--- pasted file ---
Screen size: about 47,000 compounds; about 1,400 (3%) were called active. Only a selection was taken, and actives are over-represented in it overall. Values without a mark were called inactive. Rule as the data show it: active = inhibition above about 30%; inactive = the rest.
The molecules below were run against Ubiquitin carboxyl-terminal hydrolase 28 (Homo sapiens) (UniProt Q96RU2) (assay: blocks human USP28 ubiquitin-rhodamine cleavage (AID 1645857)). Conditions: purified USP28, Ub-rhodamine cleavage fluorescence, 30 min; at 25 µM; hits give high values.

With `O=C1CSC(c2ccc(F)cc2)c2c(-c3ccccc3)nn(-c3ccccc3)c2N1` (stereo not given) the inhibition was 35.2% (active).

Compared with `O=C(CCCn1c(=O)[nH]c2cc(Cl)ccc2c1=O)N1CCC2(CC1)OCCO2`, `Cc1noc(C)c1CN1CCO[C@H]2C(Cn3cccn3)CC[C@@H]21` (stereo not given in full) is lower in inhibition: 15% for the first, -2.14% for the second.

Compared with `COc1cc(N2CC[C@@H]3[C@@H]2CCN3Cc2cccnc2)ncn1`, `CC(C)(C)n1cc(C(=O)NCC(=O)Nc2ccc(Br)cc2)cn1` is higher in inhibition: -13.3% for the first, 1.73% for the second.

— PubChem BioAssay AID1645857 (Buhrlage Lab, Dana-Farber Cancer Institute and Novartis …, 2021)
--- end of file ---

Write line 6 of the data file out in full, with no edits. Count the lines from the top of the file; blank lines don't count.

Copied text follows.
— PubChem BioAssay AID1645857 (Buhrlage Lab, Dana-Farber Cancer Institute and Novartis …, 2021)